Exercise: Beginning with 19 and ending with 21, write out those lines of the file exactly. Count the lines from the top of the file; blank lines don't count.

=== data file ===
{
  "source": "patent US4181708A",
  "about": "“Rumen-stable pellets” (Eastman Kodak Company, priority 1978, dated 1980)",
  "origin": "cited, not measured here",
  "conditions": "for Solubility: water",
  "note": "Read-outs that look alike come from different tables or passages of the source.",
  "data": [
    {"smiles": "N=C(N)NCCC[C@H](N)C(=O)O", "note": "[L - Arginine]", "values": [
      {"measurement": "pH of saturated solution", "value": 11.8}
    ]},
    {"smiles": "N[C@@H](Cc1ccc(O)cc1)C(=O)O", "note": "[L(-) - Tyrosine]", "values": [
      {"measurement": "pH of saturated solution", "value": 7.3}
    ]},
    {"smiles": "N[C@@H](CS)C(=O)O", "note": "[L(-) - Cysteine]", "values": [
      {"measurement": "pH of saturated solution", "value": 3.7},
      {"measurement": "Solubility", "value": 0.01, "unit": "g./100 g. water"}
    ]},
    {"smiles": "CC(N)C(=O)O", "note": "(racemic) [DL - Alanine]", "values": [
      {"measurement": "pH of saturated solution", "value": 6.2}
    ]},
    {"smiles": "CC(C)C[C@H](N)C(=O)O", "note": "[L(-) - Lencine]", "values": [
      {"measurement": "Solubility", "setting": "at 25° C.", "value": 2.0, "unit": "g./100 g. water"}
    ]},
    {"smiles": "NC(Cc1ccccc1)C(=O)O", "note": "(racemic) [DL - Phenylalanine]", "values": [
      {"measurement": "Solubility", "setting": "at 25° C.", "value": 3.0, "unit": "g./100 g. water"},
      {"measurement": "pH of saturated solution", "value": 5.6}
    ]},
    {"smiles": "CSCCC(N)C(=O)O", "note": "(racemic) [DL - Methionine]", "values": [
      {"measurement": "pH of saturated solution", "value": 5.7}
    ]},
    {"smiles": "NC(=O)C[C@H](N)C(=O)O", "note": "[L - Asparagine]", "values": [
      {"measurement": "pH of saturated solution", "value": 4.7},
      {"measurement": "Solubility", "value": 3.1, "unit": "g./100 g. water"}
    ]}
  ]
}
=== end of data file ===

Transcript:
      {"measurement": "pH of saturated solution", "value": 6.2}
    ]},
    {"smiles": "CC(C)C[C@H](N)C(=O)O", "note": "[L(-) - Lencine]", "values": [